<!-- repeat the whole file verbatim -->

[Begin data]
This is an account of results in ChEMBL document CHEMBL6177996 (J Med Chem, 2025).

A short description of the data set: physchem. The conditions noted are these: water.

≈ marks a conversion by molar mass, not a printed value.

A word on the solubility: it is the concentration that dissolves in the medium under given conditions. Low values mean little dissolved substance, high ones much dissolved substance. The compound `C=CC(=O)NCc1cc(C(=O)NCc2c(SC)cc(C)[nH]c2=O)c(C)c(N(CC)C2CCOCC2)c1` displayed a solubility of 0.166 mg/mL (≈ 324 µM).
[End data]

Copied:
This is an account of results in ChEMBL document CHEMBL6177996 (J Med Chem, 2025).

A short description of the data set: physchem. The conditions noted are these: water.

≈ marks a conversion by molar mass, not a printed value.

A word on the solubility: it is the concentration that dissolves in the medium under given conditions. Low values mean little dissolved substance, high ones much dissolved substance. The compound `C=CC(=O)NCc1cc(C(=O)NCc2c(SC)cc(C)[nH]c2=O)c(C)c(N(CC)C2CCOCC2)c1` displayed a solubility of 0.166 mg/mL (≈ 324 µM).